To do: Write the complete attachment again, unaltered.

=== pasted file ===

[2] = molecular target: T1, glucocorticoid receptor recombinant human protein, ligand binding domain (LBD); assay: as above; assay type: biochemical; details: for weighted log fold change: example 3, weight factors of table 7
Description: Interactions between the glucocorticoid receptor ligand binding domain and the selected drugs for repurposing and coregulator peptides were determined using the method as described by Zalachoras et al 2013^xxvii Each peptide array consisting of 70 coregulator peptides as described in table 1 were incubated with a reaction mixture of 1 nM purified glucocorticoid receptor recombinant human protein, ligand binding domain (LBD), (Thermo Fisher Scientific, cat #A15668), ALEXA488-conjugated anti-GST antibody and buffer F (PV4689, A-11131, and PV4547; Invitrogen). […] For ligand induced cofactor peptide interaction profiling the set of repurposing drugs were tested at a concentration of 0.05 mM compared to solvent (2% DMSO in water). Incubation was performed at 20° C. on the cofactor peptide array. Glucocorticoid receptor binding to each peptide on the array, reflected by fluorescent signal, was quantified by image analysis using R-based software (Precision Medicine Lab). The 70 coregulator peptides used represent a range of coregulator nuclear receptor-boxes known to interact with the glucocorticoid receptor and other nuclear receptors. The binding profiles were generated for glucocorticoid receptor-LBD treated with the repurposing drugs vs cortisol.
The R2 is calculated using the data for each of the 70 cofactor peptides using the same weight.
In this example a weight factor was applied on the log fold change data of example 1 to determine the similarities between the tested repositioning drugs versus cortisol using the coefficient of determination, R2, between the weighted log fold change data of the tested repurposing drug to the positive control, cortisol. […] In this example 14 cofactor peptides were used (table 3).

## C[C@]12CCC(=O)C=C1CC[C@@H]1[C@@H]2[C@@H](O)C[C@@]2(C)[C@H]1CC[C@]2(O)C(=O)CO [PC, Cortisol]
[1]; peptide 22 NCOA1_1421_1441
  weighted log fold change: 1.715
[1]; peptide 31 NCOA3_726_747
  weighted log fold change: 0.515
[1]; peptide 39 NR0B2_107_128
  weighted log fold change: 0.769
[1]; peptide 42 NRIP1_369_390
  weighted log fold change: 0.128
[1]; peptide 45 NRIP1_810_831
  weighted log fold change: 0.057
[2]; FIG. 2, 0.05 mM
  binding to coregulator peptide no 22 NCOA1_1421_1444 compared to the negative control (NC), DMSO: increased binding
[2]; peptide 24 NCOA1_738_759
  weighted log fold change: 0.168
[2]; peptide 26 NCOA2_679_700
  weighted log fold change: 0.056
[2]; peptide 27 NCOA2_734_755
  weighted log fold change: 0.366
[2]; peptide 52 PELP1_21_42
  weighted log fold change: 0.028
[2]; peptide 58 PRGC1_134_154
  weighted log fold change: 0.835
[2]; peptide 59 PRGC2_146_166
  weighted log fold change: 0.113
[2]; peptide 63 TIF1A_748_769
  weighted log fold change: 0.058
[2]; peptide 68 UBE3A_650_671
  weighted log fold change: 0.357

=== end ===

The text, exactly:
[2] = molecular target: T1, glucocorticoid receptor recombinant human protein, ligand binding domain (LBD); assay: as above; assay type: biochemical; details: for weighted log fold change: example 3, weight factors of table 7
Description: Interactions between the glucocorticoid receptor ligand binding domain and the selected drugs for repurposing and coregulator peptides were determined using the method as described by Zalachoras et al 2013^xxvii Each peptide array consisting of 70 coregulator peptides as described in table 1 were incubated with a reaction mixture of 1 nM purified glucocorticoid receptor recombinant human protein, ligand binding domain (LBD), (Thermo Fisher Scientific, cat #A15668), ALEXA488-conjugated anti-GST antibody and buffer F (PV4689, A-11131, and PV4547; Invitrogen). […] For ligand induced cofactor peptide interaction profiling the set of repurposing drugs were tested at a concentration of 0.05 mM compared to solvent (2% DMSO in water). Incubation was performed at 20° C. on the cofactor peptide array. Glucocorticoid receptor binding to each peptide on the array, reflected by fluorescent signal, was quantified by image analysis using R-based software (Precision Medicine Lab). The 70 coregulator peptides used represent a range of coregulator nuclear receptor-boxes known to interact with the glucocorticoid receptor and other nuclear receptors. The binding profiles were generated for glucocorticoid receptor-LBD treated with the repurposing drugs vs cortisol.
The R2 is calculated using the data for each of the 70 cofactor peptides using the same weight.
In this example a weight factor was applied on the log fold change data of example 1 to determine the similarities between the tested repositioning drugs versus cortisol using the coefficient of determination, R2, between the weighted log fold change data of the tested repurposing drug to the positive control, cortisol. […] In this example 14 cofactor peptides were used (table 3).

## C[C@]12CCC(=O)C=C1CC[C@@H]1[C@@H]2[C@@H](O)C[C@@]2(C)[C@H]1CC[C@]2(O)C(=O)CO [PC, Cortisol]
[1]; peptide 22 NCOA1_1421_1441
  weighted log fold change: 1.715
[1]; peptide 31 NCOA3_726_747
  weighted log fold change: 0.515
[1]; peptide 39 NR0B2_107_128
  weighted log fold change: 0.769
[1]; peptide 42 NRIP1_369_390
  weighted log fold change: 0.128
[1]; peptide 45 NRIP1_810_831
  weighted log fold change: 0.057
[2]; FIG. 2, 0.05 mM
  binding to coregulator peptide no 22 NCOA1_1421_1444 compared to the negative control (NC), DMSO: increased binding
[2]; peptide 24 NCOA1_738_759
  weighted log fold change: 0.168
[2]; peptide 26 NCOA2_679_700
  weighted log fold change: 0.056
[2]; peptide 27 NCOA2_734_755
  weighted log fold change: 0.366
[2]; peptide 52 PELP1_21_42
  weighted log fold change: 0.028
[2]; peptide 58 PRGC1_134_154
  weighted log fold change: 0.835
[2]; peptide 59 PRGC2_146_166
  weighted log fold change: 0.113
[2]; peptide 63 TIF1A_748_769
  weighted log fold change: 0.058
[2]; peptide 68 UBE3A_650_671
  weighted log fold change: 0.357